NATO Will Concentrate on Countering the Chinese Threat for Next Decade: Stoltenberg
This comes as the Chinese regime has become more assertive in its ambitions of global dominance, having allegedly gained the upper hand in key warfare technologies, such as long-range and hypersonic missiles.
“This region faces global challenges: terrorism, cyber but also the rise of China. So when it comes to strengthening our collective defense, that’s also about how to address the rise of China,” he said. “What we can predict is that the rise of China will impact our security. It already has.”
NATO, a political and military alliance of North America and the European Union, will adopt a new Strategic Concept during a summit next summer. The Strategic Concept will state the organization’s direction during the next decade, which will focus on offsetting the Chinese regime’s threat, unlike the version outlined in 2010.
The Chinese Communist Party (CCP) has embraced a more belligerent and blunt discourse regarding its global dominance ambitions this year, which has spurred the West to reorganize to counter the regime.
The CCP’s shift in rhetoric coincides with China’s nuclear expansion, advances in long-range and hypersonic missile technology, and the regime’s increasing military pressure on Taiwan and the South China Sea.
“They have more and more high-range weapons that can reach all NATO allied countries,” Stoltenberg told The Financial Times. “They are building many, many silos for long-range intercontinental missiles.”
China launched a nuclear-capable hypersonic missile in August, as stated in an investigative report by The Financial Times. The technology was described as a surprise to the U.S. intelligence community and highlighted China’s weapon development progress.
This year, the CCP has threatened to bring Taiwan into its fold through force if necessary, and experts believe it is making significant military advances toward invading the island. The CCP claims the island-nation as part of its territory, despite Taiwan being a self-governed democracy with independent military and currency.
Taiwan is of high strategic value in a potential fight with the CCP. It serves as a barrier to the Chinese navy, keeping the keys between the East and South China Seas and [holding] the People’s Liberation Army Navy within the first island chain.
China gaining full control of the South China Sea is key to its nuclear strategy and would put the United States in great danger. The regime would be able to use it as a staging area for nuclear submarines to travel to the Midway Atoll, putting them within range of the East Coast of the United States.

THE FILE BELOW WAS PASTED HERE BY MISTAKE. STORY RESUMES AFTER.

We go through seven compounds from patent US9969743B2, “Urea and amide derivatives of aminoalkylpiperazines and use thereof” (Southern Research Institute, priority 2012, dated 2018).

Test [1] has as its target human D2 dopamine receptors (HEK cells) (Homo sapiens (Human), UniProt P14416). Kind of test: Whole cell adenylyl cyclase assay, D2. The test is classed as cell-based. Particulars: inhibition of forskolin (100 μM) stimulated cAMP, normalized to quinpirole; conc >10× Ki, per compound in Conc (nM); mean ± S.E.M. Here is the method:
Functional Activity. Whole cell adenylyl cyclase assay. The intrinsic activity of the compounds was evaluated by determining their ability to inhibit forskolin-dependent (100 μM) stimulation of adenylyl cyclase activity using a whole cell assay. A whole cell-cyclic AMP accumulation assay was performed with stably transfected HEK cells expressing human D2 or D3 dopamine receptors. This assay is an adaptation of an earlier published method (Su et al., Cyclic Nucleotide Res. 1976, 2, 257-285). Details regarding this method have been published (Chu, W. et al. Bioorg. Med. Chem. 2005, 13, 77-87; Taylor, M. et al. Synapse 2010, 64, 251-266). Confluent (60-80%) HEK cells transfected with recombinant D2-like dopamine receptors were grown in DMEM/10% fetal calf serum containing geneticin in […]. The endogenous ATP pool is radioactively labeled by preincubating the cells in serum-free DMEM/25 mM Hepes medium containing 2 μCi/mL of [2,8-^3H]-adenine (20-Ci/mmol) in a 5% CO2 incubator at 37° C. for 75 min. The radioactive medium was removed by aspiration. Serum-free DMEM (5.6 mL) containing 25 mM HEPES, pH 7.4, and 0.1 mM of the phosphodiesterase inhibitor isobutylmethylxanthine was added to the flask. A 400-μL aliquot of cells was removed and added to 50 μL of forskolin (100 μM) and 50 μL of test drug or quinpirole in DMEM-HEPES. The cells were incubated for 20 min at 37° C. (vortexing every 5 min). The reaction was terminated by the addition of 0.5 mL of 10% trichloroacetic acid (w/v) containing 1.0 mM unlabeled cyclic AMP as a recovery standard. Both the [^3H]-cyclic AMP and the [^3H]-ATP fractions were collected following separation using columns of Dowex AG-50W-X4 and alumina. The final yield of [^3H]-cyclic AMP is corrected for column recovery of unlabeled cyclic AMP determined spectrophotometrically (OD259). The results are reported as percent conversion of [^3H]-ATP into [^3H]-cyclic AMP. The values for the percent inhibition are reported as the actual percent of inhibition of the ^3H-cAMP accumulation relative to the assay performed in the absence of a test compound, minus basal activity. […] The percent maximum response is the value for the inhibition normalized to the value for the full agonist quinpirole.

In addition, the communist regime has become a cyber threat and has been gaining influence in developing countries through its Belt and Road infrastructure projects.
“China is coming closer to us. … We see them in the Arctic. We see them in cyberspace. We see them investing heavily in critical infrastructure in our countries,” said Stoltenberg, according to The Financial Times.
Chinese cyberattacks, which mainly aim to steal information—including state secrets and advanced technology from private companies—have recently become more sophisticated and harder to detect. Attacks became more targeted and calculated after the Chinese military was reorganized, and industrial espionage attacks were transferred to another organ of the Chinese regime, the Ministry of State Security (MSS), the intelligence, security, and secret police agency of the communist regime.
In addition, the CCP has put enormous efforts into collecting user data, the new strategic commodity for global dominance which, aided by Artificial Intelligence could result in a coherent picture that can shape strategic and operational plans, and give an antagonist an unseen advantage by sometimes knowing more about his or her opponent than they know themselves.
China has been providing enormous loans to developing countries through the Belt and Road Initiative and other financing programs. Many nations are unable to repay those loans, falling into a “debt trap,” which forces them to grant strategic assets to China in the long-term, putting nations’ sovereignty at risk, and allowing the regime to expand its influence and power overseas.
Arthur Herman contributed to this report.